Manchester-born and bred Victoria Magrath has grafted her way to blogging royalty. With a PHD in fashion, an engaging writing style and a global cult following of over 1.77 million, she's made her mark on the influencer scene with impressive results. The former University of Manchester fashion Lecturer has now moved to London, taking In The Frow to the heart of the fashion scene.
Amy Coney | Artist behind the #WeStandTogether mural
Following the Manchester Arena terror attack, artist Amy Coney felt compelled to paint a rousing mural of the iconic Manchester worker bee in Ancoats. It now stands as a moving reminder of the city’s strength and solidarity. Alongside the mural, Coney united with poet Tony ‘Longfella’ Walsh to incorporate his resonating ode to Manchester This Is The Place in an artwork entitled ‘Bee Love’ - raising thousands for the We Love Manchester appeal.
Beth Tweddle | Olympic gymnast
She’s the Cheshire resident that put Britain on the map for gymnastics. To date, Olympian Beth Tweddle holds the title of 'Britain’s greatest gymnast' along with Olympic Bronze Medallist, triple World Champion, six-time European Champion, Commonwealth Champion and seven-time consecutive National Champion. To top it all off, Tweddle received an MBE for her services to gymnastics in 2010. Since retiring from the podium, she has launched Total Gymnastics, a company that partners with local schools and leisure centres to provide classes.
Ariana Grande | One Love Manchester concert
In an unanimous vote, Ariana Grande was named an honorary Mancunian by city councillors after she organised the One Love Manchester concert to raise money for the victims of the arena terror attack. The event, which was held just thirteen days after the suicide bombing at Grande's Dangerous Woman concert, brought comfort to thousands and help to raise more than £3m for the We Love Manchester emergency fund. The 23-year-old singer also visited fans who were injured the night of her concert. Manchester City Council leader Sir Richard Leese praised the young singer for returning to perform in the city so soon.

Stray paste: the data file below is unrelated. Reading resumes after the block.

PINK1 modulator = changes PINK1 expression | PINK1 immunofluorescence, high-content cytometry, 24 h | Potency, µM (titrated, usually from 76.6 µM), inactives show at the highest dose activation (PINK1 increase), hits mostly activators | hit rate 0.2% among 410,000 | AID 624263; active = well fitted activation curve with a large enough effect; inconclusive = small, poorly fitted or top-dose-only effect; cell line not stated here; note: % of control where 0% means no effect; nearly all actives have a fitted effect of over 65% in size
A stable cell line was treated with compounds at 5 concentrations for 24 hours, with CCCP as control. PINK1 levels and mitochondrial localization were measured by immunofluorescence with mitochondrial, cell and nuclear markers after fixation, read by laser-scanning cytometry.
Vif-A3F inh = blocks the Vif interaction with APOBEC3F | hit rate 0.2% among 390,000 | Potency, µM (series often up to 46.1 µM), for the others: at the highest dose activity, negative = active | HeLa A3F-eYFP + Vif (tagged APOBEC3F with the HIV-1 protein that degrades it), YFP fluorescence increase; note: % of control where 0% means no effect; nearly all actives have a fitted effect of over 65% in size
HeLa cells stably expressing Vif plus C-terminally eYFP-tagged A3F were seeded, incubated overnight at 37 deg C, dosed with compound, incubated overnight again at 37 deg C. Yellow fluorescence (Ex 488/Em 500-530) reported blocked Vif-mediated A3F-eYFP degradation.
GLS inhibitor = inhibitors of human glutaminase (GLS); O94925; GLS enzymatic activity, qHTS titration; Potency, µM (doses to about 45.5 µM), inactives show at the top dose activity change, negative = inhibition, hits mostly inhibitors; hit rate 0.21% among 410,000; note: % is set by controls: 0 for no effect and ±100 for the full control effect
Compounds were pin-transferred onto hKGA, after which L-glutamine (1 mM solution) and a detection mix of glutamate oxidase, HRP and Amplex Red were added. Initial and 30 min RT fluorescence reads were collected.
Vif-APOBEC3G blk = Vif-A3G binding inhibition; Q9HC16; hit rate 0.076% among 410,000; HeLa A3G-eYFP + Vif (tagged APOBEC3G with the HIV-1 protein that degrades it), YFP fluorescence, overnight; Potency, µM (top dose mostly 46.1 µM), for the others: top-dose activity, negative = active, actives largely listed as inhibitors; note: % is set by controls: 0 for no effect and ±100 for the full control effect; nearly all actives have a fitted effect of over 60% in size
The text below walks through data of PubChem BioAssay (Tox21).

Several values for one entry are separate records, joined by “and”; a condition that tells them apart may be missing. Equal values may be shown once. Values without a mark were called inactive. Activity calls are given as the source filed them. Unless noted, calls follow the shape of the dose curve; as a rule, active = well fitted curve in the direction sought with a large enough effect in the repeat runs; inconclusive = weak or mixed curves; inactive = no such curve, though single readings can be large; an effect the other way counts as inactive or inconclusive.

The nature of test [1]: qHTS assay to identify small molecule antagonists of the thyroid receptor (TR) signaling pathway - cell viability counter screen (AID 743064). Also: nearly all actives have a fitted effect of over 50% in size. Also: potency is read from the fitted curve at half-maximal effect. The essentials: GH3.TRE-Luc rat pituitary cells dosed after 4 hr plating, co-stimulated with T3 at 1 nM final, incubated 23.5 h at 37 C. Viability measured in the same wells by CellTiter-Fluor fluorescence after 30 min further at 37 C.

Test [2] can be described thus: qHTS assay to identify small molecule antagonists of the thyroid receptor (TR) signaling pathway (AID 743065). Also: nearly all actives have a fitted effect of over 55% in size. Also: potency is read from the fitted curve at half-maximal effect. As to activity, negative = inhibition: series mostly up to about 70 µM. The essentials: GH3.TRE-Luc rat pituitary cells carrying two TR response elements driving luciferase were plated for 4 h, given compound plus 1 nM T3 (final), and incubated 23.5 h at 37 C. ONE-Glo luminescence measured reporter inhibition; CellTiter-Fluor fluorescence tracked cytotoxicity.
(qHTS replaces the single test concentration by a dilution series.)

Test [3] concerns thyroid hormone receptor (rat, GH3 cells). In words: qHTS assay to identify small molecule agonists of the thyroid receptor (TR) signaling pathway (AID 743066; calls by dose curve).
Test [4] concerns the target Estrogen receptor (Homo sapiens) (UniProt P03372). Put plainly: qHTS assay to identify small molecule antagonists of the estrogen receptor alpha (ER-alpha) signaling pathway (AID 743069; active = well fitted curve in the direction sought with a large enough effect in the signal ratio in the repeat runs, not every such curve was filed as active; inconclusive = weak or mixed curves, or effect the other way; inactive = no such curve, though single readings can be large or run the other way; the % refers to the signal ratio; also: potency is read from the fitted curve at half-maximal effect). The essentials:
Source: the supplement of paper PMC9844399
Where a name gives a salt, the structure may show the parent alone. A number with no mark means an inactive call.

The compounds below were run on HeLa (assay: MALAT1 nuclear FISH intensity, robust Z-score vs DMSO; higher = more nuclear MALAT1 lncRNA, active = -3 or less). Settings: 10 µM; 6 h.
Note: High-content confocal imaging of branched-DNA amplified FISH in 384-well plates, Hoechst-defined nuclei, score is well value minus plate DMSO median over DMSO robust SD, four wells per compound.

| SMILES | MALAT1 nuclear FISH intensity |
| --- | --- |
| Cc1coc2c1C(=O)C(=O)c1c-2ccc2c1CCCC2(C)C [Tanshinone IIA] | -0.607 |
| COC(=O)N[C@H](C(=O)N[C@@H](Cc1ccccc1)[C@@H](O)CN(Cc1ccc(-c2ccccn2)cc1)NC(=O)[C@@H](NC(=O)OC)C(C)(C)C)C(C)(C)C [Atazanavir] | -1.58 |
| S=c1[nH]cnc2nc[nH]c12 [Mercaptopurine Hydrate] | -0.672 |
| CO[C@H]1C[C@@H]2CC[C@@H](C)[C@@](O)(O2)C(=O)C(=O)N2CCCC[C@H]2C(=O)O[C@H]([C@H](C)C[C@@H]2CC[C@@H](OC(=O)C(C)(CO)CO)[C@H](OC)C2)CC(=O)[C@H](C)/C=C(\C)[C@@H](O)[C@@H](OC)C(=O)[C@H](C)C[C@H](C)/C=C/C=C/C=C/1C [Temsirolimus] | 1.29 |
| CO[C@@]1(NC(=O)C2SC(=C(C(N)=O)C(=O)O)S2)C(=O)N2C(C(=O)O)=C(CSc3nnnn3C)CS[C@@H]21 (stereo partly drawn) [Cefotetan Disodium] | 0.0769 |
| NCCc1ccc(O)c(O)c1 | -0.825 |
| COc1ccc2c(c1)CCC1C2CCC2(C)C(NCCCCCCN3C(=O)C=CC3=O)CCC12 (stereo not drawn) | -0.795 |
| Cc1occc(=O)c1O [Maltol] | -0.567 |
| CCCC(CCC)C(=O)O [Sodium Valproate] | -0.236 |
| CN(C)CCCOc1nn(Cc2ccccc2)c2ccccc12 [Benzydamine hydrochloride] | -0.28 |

Kiera Lawlor | Director of Happiness at Social Chain
Whilst Director of Happiness is a previously unheard-of title on the career ladder, it’s hardly out of place at quirky Manchester start-up Social Chain. Out of an office space colourfully decorated with slides, artificial grass and picket fences, the new role was forged, with Lawlor the first to take the ropes. “Wellbeing and mindfulness is an important part of our culture,” explained Lawlor in an interview with the Metro. “The happiness doesn’t start and end in the office, we aim to give the team skills they can take home with them.” Though some may roll their eyes at the role, the move marks an industry-leading willingness from the social media agency to take responsibility for employees’ mental health.
Mary Ellen McTague | Award-winning chef
It’s safe to say Mary Ellen McTague has had a busy 2017. The award-winning chef is preparing to launch The Creameries, a promising new restaurant and bakery venture in Chorlton; there was also the reopening of the Manchester Art Gallery café, launching the Real Junk Food Project, hosting a dinner party ‘at the end of the world’ for Manchester International Festival and going head-to-head with a robot in a cook off. Phew. After running successful restaurant Aumbry, McTague is continually heralded as one of the city’s most acclaimed chefs.